“[A]ll devices require some human intervention, whether it takes the form of programming a cell phone to respond automatically to texts received while in ‘do not disturb’ mode or commanding a computer program to produce and dial phone numbers at random. We decline to interpret the TCPA as requiring such a difficult line-drawing exercise around how much automation is too much.”
Before Facebook, some sort of “human intervention” in the dialing process—such as would be found with a click-to-dial system—was considered sufficient to prevent a dialer from being regulated as an ATDS. However, courts have interpreted footnote 6 in such a way as to make this no longer true. Instead, the emphasis seems to have shifted toward some sort of “human selection” in the process of choosing what number to call. This does not necessarily mean that all click-to-dial systems are considered autodialers now. But the “human intervention” aspect that had been such a solidly safe standard is no longer any protection. Instead, click-to-dial systems are now subject to similar standards as predictive dialers.
Unlike footnote 6, footnote 7 attracted immediate attention from TCPA experts following the Facebook decision. The key section reads: “[A]n autodialer might use a random number generator to determine the order in which to pick phone numbers from a preproduced list.” As with the aforementioned issues relating to footnote 6, plaintiffs have been using this footnote to put forth an argument that dialers may be considered autodialers if there is some sort of random or sequential number generation in the process of selecting which number to dial from a list of phone numbers, even if the phone numbers were not generated randomly or sequentially. Unfortunately, some courts have found this argument compelling at the pleadings stage even though it plainly contradicts SCOTUS’s explicit conclusions in the body of the Facebook decision.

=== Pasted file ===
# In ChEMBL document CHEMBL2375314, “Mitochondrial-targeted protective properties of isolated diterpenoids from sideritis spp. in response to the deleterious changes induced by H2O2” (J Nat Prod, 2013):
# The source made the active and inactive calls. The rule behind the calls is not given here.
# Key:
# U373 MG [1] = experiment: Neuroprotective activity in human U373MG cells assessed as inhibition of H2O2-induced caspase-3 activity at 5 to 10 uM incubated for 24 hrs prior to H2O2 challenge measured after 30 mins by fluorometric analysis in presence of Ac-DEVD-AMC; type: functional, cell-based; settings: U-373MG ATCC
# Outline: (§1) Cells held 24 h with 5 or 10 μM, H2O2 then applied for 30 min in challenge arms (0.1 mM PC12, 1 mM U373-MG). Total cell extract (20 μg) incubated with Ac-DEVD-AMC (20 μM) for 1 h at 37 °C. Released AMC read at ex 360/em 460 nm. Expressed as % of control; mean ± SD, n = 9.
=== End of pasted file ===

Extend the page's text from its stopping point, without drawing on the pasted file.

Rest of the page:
So far, no cases have resulted in courts finding that random or sequential number generation has played a part in phone number selection. But the fact that courts are willing to accept that as a valid argument for determining whether a dialer is an ATDS is still alarming. Because random and sequential number generation is a part of most modern computing (i.e., in spreadsheet programs), it is entirely possible that a dialer could have some sort of random number generation code that a court could find sufficient to consider it an autodialer based on this sort of argument. The specifics of how dialers are programmed and how different aspects of the programs relate to dialing sequence seems likely to be very important going forward.